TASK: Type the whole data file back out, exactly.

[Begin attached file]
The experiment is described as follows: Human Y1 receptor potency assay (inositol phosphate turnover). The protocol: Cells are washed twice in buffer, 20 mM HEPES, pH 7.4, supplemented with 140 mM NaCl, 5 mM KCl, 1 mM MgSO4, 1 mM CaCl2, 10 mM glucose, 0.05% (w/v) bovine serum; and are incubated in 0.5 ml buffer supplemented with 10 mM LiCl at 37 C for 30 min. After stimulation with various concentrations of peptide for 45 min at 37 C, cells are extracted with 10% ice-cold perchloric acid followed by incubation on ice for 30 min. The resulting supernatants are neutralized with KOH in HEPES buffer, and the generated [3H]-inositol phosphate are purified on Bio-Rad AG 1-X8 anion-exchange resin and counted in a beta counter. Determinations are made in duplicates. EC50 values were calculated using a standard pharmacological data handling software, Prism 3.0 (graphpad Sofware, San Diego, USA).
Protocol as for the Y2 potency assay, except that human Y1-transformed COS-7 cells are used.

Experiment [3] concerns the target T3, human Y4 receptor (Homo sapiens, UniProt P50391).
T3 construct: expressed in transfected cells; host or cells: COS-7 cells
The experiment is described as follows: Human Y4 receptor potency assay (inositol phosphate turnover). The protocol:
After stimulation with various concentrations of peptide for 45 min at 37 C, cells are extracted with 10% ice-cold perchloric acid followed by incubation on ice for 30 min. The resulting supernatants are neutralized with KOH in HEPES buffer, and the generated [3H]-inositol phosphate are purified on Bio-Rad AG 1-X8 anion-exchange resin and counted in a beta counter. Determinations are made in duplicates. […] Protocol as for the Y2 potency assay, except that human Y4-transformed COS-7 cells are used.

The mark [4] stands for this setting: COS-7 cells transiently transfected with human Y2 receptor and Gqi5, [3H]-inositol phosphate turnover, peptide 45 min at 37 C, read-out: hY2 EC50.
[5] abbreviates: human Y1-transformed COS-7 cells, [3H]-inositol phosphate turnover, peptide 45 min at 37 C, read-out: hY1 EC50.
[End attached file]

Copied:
The experiment is described as follows: Human Y1 receptor potency assay (inositol phosphate turnover). The protocol: Cells are washed twice in buffer, 20 mM HEPES, pH 7.4, supplemented with 140 mM NaCl, 5 mM KCl, 1 mM MgSO4, 1 mM CaCl2, 10 mM glucose, 0.05% (w/v) bovine serum; and are incubated in 0.5 ml buffer supplemented with 10 mM LiCl at 37 C for 30 min. After stimulation with various concentrations of peptide for 45 min at 37 C, cells are extracted with 10% ice-cold perchloric acid followed by incubation on ice for 30 min. The resulting supernatants are neutralized with KOH in HEPES buffer, and the generated [3H]-inositol phosphate are purified on Bio-Rad AG 1-X8 anion-exchange resin and counted in a beta counter. Determinations are made in duplicates. EC50 values were calculated using a standard pharmacological data handling software, Prism 3.0 (graphpad Sofware, San Diego, USA).
Protocol as for the Y2 potency assay, except that human Y1-transformed COS-7 cells are used.

Experiment [3] concerns the target T3, human Y4 receptor (Homo sapiens, UniProt P50391).
T3 construct: expressed in transfected cells; host or cells: COS-7 cells
The experiment is described as follows: Human Y4 receptor potency assay (inositol phosphate turnover). The protocol:
After stimulation with various concentrations of peptide for 45 min at 37 C, cells are extracted with 10% ice-cold perchloric acid followed by incubation on ice for 30 min. The resulting supernatants are neutralized with KOH in HEPES buffer, and the generated [3H]-inositol phosphate are purified on Bio-Rad AG 1-X8 anion-exchange resin and counted in a beta counter. Determinations are made in duplicates. […] Protocol as for the Y2 potency assay, except that human Y4-transformed COS-7 cells are used.

The mark [4] stands for this setting: COS-7 cells transiently transfected with human Y2 receptor and Gqi5, [3H]-inositol phosphate turnover, peptide 45 min at 37 C, read-out: hY2 EC50.
[5] abbreviates: human Y1-transformed COS-7 cells, [3H]-inositol phosphate turnover, peptide 45 min at 37 C, read-out: hY1 EC50.